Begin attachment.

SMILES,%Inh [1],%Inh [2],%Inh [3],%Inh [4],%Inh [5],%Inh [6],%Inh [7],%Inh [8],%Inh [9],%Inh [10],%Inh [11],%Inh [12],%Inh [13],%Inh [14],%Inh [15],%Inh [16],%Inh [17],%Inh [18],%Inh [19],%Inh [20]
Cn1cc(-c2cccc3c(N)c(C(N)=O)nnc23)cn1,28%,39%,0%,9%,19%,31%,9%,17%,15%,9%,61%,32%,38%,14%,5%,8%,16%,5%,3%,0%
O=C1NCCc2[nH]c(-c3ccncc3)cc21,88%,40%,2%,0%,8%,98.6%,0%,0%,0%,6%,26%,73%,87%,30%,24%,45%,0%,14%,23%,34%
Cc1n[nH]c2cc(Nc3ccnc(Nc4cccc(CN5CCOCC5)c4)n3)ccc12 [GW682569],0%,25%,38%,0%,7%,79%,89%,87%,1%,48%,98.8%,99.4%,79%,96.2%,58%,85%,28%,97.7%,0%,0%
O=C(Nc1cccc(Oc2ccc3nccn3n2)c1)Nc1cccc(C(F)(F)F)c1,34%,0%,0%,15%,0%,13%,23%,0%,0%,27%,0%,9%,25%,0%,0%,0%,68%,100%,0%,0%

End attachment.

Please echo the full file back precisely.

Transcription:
SMILES,%Inh [1],%Inh [2],%Inh [3],%Inh [4],%Inh [5],%Inh [6],%Inh [7],%Inh [8],%Inh [9],%Inh [10],%Inh [11],%Inh [12],%Inh [13],%Inh [14],%Inh [15],%Inh [16],%Inh [17],%Inh [18],%Inh [19],%Inh [20]
Cn1cc(-c2cccc3c(N)c(C(N)=O)nnc23)cn1,28%,39%,0%,9%,19%,31%,9%,17%,15%,9%,61%,32%,38%,14%,5%,8%,16%,5%,3%,0%
O=C1NCCc2[nH]c(-c3ccncc3)cc21,88%,40%,2%,0%,8%,98.6%,0%,0%,0%,6%,26%,73%,87%,30%,24%,45%,0%,14%,23%,34%
Cc1n[nH]c2cc(Nc3ccnc(Nc4cccc(CN5CCOCC5)c4)n3)ccc12 [GW682569],0%,25%,38%,0%,7%,79%,89%,87%,1%,48%,98.8%,99.4%,79%,96.2%,58%,85%,28%,97.7%,0%,0%
O=C(Nc1cccc(Oc2ccc3nccn3n2)c1)Nc1cccc(C(F)(F)F)c1,34%,0%,0%,15%,0%,13%,23%,0%,0%,27%,0%,9%,25%,0%,0%,0%,68%,100%,0%,0%